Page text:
Do I install the new 980 Pro drive into the second M.2 drive slot (that is presently empty) on my motherboard and then run the migration software to transfer the data, and then once that it is finished switch the two M.2 drives positions?
after the cloning process has completed you would delete all partitions and format the original disk.
if Windows' system partitions and boot data is still on the original disk it will more than likely lead to problems with booting.

then you would swap their locations so the new OS drive is in slot 1 and the older drive is in slot 2.
 

ganymede-

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Jul 25, 2008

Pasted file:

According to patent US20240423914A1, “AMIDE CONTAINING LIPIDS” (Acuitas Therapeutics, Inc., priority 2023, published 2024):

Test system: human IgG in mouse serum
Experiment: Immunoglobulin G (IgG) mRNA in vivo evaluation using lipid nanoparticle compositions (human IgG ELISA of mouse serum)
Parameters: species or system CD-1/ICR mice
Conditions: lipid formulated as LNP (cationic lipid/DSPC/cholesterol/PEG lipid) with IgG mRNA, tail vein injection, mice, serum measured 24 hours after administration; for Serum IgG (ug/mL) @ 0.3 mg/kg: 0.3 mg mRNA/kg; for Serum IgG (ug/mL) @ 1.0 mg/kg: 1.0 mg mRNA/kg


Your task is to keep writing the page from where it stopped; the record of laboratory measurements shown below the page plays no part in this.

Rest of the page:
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Hi, thank u kindly for providing answers to my questions. I want to provide the information from my experience in hopes that it may help someone else.

After I had not received a reply to this post question for two hours, I decided to wing it and see if could make a success of installing and cloning my new M.2 drive. I installed the new 1TB generation 4 drive into the second empty M.2 drive on my motherboard. The drive was not recognized at first, but I went under Disk Management I found the new M.2 drive unformatted. I formatted it and then it appeared on the "This PC" screen with my other drives.